# Least Squares Regression with L1 Penalty

Posted by **Cameron Davidson-Pilon** at

I'd like to discuss and demonstrate a really cool idea in machine learning and statistics. It's a simple idea: adding a constraint to an optimization problem, specifically a constraint on the sum of learned parameters, can have huge impacts on your interpretation, robustness and sanity. I must first introduce the family of functions we will be discussing.

### The L-norm family

The family of L-norm penalty functions, \(L_p:R^d \rightarrow R\), is defined:
$$ L_p( x ) = || x ||_p = \left( \sum_{i=1}^d |x_i|^p \right) ^{1/p} \;\: p>0 $$
For \(p=2\), this is the familiar Euclidean distance. The family of functions defined by \((L_p)^p\) are often used in machine learning literature. For example, one of my favourite ideas in regression and optimization is using an L-norm function in your optimization problem. For example, in linear regression one might use the following objective function:
$$ \; \min_w (Y - Xw)^{T}(Y-Xw) + \lambda ||w||_2^2 $$
$$ = \min_w (Y - Xw)^{T}(Y-Xw) + \lambda w^Tw $$
The above optimization problem is also known as ridge regression in literature. This is a well defined, convex, *differentiable* optimization problem even after including L2 function. The L2 function acts as a *penalizer*: \(w^Tw\) grows large as the weights \(w\) grow large, thus the minimization program tries to make \(w\) smaller. Hence why it is called a penalty function. Why is having smaller weights desirable? Smaller weights mean over-fitting is more difficult to achieve.

### Issues with Ridge Regression

One major issue I have with ridge regression, including non-penalized least squares (which is ridge regression when \(\lambda=0\)), is that the solution will give non-zero weights to all variables, even variables known to be **completely independent** of the response variable! Admittedly the coefficient might be magnificently small, **it will never be zero**. Example (in Matlab):

>> y = normrnd(5,.1, 1,100); >> x = normrnd(5,.1, 1,100); >> regress( y, [x', ones(100,1)] ) ans = [-0.0439, 5.2328];

So least-squares has given a non-zero weighting to a completely-independent variable. Of course, one can perform statistical tests to determine whether the regression is significant, or examine the \(R^2\) to see whether the relationship is linearly-strong. But this is a simple 1-D case. When we are dealing with many variables, the techniques to determine significance are not so simple: one cannot be sure about the relationship between variables, so standard tests are much more complex. Furthermore, we would like a simple solution, that is, a regression result without too many variables. That way it is easier to *explain* the relevant variables in the model. (Imagine trying to explain to your boss that your analysis using least squares implies that there is a linear relationship between the stock price movements and this computer-generated random variable!) Even more disheartening: we can throw in as many independent variables as we like and still achieve a very high \(R^2\), see below:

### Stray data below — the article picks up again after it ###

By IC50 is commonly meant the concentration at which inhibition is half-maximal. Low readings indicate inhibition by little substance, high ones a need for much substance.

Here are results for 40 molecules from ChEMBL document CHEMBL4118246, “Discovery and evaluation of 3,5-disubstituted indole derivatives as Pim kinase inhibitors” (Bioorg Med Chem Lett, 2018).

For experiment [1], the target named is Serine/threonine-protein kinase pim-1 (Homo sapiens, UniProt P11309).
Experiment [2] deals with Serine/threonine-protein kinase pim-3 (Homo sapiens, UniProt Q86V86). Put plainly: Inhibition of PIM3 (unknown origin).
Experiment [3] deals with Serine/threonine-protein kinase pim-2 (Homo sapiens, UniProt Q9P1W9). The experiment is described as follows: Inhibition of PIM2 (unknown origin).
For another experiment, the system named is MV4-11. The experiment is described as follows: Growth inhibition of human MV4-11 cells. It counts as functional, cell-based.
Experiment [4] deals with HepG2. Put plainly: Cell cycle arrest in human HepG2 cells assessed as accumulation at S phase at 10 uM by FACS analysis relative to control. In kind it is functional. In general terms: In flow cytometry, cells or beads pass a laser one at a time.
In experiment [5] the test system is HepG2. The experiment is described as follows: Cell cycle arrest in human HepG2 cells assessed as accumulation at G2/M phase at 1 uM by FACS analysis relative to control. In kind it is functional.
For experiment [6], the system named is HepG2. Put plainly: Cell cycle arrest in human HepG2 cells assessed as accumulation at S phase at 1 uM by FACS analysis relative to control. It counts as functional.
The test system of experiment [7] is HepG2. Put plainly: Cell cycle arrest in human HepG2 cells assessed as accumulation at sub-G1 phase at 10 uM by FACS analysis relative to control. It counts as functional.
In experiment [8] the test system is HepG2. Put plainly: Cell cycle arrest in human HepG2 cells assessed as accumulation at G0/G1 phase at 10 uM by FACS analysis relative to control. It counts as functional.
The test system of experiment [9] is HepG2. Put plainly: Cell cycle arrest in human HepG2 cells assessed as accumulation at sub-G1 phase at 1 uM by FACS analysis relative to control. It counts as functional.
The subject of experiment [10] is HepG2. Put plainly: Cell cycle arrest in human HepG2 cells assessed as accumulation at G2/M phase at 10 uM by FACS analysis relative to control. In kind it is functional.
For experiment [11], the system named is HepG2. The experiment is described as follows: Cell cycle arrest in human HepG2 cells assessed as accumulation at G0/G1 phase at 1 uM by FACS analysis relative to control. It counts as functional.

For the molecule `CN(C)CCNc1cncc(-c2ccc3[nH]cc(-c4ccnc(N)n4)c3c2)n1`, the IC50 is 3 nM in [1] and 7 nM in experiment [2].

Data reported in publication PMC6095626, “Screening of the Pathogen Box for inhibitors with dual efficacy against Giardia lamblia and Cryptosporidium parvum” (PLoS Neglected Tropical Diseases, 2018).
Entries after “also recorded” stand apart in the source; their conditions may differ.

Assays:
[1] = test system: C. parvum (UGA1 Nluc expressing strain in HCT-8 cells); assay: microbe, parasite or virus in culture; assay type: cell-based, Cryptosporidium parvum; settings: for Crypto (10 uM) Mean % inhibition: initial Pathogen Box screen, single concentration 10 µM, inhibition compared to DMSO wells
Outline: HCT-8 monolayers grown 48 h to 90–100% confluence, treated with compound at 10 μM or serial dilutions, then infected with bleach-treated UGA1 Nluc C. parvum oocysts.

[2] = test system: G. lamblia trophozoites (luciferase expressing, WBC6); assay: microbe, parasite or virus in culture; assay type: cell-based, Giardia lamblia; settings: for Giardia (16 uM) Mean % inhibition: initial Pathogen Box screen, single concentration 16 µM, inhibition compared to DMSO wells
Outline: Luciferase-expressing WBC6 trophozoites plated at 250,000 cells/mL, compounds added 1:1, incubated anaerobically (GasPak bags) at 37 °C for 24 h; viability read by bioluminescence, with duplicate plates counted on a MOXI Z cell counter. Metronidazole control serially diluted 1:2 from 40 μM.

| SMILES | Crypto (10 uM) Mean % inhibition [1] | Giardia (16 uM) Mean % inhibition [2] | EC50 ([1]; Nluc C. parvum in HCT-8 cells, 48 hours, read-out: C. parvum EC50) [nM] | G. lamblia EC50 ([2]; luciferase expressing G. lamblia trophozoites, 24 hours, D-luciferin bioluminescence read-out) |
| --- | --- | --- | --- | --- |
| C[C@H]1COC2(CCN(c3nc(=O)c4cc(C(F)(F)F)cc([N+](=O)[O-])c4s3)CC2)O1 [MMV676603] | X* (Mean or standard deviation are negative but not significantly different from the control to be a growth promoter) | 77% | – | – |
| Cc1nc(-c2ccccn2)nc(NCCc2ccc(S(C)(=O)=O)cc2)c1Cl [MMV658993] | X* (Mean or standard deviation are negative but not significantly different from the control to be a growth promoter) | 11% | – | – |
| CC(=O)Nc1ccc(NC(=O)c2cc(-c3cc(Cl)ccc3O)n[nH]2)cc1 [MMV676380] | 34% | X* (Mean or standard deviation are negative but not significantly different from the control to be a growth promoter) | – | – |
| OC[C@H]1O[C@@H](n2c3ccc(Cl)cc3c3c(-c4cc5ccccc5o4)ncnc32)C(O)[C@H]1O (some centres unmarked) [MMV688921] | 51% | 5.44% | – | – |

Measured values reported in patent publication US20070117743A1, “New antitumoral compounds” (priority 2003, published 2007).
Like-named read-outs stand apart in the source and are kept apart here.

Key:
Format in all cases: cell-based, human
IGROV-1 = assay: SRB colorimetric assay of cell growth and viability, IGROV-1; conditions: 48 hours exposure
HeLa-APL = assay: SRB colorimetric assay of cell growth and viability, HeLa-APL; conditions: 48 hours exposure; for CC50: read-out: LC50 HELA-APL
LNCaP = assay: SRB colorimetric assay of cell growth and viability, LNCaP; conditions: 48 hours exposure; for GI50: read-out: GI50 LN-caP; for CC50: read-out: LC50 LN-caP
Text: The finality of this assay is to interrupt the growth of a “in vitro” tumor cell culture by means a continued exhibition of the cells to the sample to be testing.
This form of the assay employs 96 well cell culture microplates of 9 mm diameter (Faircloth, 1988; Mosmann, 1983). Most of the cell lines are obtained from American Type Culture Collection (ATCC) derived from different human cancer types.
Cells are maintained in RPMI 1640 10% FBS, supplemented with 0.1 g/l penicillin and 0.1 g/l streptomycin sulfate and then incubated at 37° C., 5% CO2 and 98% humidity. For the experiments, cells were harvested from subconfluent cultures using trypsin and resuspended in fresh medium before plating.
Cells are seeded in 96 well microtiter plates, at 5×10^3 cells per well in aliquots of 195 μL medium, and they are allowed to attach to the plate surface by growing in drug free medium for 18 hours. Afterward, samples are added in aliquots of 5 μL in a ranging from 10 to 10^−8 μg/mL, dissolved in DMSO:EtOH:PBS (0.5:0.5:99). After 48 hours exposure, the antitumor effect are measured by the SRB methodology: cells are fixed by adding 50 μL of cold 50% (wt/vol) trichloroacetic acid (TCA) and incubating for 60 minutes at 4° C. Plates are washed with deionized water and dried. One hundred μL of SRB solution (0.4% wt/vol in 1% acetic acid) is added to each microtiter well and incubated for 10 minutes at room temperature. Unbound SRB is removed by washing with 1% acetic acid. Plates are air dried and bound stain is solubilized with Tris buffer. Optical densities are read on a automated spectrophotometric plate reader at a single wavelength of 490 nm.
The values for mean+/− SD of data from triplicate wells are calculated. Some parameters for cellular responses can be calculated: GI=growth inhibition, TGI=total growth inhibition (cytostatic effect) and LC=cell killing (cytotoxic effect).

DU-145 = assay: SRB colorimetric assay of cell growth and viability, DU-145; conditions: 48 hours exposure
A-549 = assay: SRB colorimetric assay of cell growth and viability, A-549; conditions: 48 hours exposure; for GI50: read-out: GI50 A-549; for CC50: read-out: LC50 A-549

R = [] y = normrnd(5,.1, 1,100)'; for i=1:5:95 x = normrnd(5,.1, i,100)'; #generate (i,100) random normal variables [beta, b, r] = regress( y, [x, ones(100,1)] ); #regress on y R(end+1) = 1 - std(r)/std(y); #calculate R^2 using the residuals, r end scatter( 1:5:95, R) #shown below.

Wow. I am saddened about this. What if after regression we just removed all variables with a small coefficient? This Cross-Validated answer explains why this is a dangerous idea. What is needed is a new approach.

### Least Squares Regression with L1 Penalty

We make a slight modification to the optimization problem above and big things happen. Instead of using an L2 penalization function, we instead use an L1.
$$ \; \min_w (Y - Xw)^T(Y-Xw) + \lambda ||w||_1 $$
$$= \min_w (Y - Xw)^T(Y-Xw) + \lambda \sum_{i=1}^n | w_i | $$